Human Rights

Private Law Claims Based on Violations of Customary International Law Not Bound to Fail

Today the Court of Appeal dismissed an appeal in which a BC Corporation applied to have an action stayed in B.C. on the basis that Eritrea was the forum conveniens. The Court accepted that there was a “real risk” of corruption and unfairness in the Eritrean legal system. 

The Court also dismissed an appeal from an order refusing to strike the claim that was sought by the BC Corporation based on the doctrine of act of state, which precludes a domestic court from adjudicating on the legality or validity of legislation of a foreign state or acts done by officials of a foreign state. The Court held that the doctrine was not applicable, and in any event the public policy limitation to the doctrine applied in light of the grave nature of the wrongs asserted by the plaintiffs which included forced labour, slavery and torture.

Finally, the Court dismissed the he BC Corporation's application to have causes of action based on customary international law struck out. The BC Corporation argued that even though Canada is a party to the Convention Against Torture, there is no right in Canada to a civil remedy for acts of torture committed outside Canada. Although prior Canadian decisions against foreign states have declined to recognize private causes of action for breaches of peremptory international norms, this case involves a claim against a private party and was not bound to fail. Developments in transnational law leave open the possibility that an incremental development in the law reflecting customary international law norms in private law remedies might be appropriate.

Alison M. Latimer and Tamara Morgenthau acted for the Intervenor, EarthRights International.

To read the full decision, click here.


EarthRights International Granted Leave to Intervene

The British Columbia Court of Appeal has today granted leave to intervene to EarthRights International in an appeal from this decision Araya v. Nevsun Resources Ltd., 2016 BCSC 1856.

The proceeding raises issues of transnational law being the term used for the convergence of customary international law and private claims for human rights redresses and which include: (a)  whether claims for damages arising out of the alleged breach of jus cogens or peremptory norms of customary international law such as forced labour and torture may form the basis of a civil proceeding in British Columbia; (b) the potential corporate liability for alleged breaches of both private and customary international law. This in turn raises issues of corporate immunity and whether the act of state doctrine raises a complete defence to the plaintiffs’ claims.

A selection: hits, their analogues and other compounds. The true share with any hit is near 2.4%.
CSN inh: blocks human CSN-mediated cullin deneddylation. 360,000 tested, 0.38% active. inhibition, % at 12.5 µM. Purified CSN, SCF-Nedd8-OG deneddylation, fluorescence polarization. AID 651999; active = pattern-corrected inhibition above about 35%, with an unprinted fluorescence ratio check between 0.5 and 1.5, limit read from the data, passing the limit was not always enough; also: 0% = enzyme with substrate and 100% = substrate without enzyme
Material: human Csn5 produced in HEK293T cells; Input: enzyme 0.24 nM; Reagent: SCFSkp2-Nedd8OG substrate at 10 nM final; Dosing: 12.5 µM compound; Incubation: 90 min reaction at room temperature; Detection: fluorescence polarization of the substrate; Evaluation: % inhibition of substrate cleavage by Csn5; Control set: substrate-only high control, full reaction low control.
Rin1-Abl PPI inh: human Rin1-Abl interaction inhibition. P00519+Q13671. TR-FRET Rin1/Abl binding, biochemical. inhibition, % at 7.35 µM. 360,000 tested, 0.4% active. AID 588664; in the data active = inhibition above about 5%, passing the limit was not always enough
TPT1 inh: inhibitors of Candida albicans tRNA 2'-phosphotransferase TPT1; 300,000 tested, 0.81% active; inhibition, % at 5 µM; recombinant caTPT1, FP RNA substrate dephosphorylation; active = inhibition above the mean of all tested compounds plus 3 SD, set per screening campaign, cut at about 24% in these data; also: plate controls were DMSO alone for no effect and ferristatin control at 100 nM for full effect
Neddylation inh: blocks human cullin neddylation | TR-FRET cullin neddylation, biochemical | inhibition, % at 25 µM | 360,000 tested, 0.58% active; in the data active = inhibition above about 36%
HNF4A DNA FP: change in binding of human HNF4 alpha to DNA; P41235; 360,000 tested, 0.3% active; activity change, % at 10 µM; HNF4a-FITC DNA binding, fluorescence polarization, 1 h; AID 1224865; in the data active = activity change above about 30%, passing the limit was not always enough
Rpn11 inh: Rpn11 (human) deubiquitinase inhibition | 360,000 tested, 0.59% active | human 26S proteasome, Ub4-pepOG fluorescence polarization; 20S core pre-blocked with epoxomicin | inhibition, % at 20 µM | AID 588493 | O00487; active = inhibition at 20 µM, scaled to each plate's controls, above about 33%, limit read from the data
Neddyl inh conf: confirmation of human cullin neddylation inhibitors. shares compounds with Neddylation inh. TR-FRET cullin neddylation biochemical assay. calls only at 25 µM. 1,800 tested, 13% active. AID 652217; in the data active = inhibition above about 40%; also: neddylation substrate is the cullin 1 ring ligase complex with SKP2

EarthRights International has been granted leave to make submissions on the Act of State doctrine and norms of customary international law.

EarthRights International is a nongovernmental, nonprofit organization that combines the power of law and the power of people in defense of human rights and the environment. To read more about their essential work, click here

EarthRights International is represented by Alison Latimer and Tamara Morgenthau.

Retail Action Network to Intervene in SCC Appeal

The Retail Action Network (RAN), has been granted leave to intervene in the appeal of a human rights case in the Supreme Court of Canada.  RAN is a Victoria-based grass-roots organization that represents and advocates for the rights of vulnerable workers in the Retail, Food Service, and Hospitality Industries.  The appeal is from the BC Court of Appeal's decision in Schrenk v. British Columbia (Human Rights Tribunal), and raises issues about the jurisdiction of the BC Human Rights Tribunal to consider complaints of discrimination arising in a workplace setting.  RAN is concerned that the Court of Appeal's ruling may result in diminished protection from harassment and discrimination for the most vulnerable workers.   The Supreme Court of Canada is scheduled to hear the appeal on March 28, 2017.  Catherine Boies Parker and Robin Gage, together with the BC Public Interest Advocacy Centre (PIAC) represent RAN in this matter.